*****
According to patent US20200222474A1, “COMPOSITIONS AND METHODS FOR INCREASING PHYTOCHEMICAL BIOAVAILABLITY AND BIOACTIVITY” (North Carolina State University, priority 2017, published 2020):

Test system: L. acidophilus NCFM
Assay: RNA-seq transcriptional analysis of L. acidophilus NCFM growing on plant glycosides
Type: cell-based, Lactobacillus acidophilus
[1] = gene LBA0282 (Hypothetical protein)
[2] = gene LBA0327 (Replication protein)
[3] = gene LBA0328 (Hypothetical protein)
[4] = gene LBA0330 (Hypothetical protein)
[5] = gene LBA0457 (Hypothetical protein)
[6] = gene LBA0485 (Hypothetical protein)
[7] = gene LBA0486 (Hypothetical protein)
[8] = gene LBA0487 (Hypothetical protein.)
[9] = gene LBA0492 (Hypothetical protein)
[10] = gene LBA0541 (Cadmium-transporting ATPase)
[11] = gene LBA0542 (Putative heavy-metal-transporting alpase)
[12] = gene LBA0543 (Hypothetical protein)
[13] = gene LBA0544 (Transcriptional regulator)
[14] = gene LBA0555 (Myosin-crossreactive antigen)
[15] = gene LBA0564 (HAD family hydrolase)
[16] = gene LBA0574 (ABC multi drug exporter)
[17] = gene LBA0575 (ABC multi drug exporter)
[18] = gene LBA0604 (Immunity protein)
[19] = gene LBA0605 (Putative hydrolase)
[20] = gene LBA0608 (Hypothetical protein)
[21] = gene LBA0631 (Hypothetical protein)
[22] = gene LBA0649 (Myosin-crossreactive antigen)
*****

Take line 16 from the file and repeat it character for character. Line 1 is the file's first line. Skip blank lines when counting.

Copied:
[12] = gene LBA0543 (Hypothetical protein)